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Feminist Posthumanism

By: Alyssa D. Niccolini & Jessica Ringrose | Edited by: Paul Atkinson, Sara Delamont, Alexandru Cernat, Joseph W. Sakshaug & Richard A. Williams Published: 2019 | Length:   3 | DOI: |
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Feminist Posthumanism

The posthuman turn, which questions the preeminence of and historical exclusions produced through the category of the human, has come to significantly influence feminist thinking, researching, and doing. Diversely situated and transdisciplinary in nature, feminist posthumanism is difficult to pin down as it traverses various thresholds of practices of research, pedagogy, politics, activism, and art. Posthuman thought, which includes feminist posthumanism, feminist new materialisms, and feminist affect theories (Ringrose et al., 2018), challenges anthropocentric ideals of the human as uniquely sovereign over the world and binary thinking that separates nature from culture, human from animal, the animate from inanimate, subject from object, self from environment, the living from nonliving, among others.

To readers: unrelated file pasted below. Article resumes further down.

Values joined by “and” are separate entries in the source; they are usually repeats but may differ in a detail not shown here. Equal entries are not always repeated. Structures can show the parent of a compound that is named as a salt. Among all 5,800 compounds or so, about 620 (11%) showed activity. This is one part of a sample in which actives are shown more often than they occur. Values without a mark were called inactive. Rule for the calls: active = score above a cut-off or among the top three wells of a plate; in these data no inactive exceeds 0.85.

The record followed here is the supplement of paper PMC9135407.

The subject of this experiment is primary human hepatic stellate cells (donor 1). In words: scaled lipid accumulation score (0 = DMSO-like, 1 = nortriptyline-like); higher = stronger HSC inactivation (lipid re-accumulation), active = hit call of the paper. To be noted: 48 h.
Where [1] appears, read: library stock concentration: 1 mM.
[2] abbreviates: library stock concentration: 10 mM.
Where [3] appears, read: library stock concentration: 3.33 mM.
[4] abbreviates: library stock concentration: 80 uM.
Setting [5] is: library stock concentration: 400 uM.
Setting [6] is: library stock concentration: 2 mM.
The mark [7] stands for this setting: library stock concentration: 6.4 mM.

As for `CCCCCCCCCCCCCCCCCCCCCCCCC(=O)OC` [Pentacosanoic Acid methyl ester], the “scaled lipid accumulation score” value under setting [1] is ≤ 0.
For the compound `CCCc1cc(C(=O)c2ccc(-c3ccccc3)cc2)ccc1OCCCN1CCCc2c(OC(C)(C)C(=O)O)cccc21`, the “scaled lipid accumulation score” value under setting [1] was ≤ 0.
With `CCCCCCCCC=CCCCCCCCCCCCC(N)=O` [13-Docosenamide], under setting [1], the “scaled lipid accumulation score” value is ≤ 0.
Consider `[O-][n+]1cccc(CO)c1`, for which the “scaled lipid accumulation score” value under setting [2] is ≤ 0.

Feminist theorists have long been concerned with, in Peta Hinton and Pat Treusch’s (2015) ...

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